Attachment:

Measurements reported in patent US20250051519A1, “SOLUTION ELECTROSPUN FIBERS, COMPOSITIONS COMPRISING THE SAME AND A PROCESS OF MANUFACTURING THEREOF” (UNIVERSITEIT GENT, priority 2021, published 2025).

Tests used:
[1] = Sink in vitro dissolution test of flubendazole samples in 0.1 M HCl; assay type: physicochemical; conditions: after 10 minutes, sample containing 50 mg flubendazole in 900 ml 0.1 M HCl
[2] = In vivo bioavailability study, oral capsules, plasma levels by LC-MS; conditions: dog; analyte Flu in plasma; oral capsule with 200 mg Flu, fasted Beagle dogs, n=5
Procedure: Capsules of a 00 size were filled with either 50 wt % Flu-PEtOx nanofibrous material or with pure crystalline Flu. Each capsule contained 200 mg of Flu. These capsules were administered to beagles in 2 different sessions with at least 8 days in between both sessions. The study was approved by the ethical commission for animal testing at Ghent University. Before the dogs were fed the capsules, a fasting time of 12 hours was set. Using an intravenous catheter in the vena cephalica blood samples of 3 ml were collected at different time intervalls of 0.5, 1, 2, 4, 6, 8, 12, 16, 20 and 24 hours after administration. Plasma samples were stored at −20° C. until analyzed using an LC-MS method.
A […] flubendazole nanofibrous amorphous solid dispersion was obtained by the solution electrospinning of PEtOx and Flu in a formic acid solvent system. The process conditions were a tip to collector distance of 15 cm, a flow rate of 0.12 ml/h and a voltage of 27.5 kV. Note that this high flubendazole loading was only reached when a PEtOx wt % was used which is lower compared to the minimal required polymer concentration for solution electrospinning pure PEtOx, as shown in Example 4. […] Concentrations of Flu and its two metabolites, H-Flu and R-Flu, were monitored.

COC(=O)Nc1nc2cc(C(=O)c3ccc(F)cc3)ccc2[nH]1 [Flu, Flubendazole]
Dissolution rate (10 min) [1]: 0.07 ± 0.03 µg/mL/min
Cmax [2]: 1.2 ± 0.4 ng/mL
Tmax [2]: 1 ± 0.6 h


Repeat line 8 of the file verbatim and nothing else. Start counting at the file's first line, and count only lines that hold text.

Dissolution rate (10 min) [1]: 0.07 ± 0.03 µg/mL/min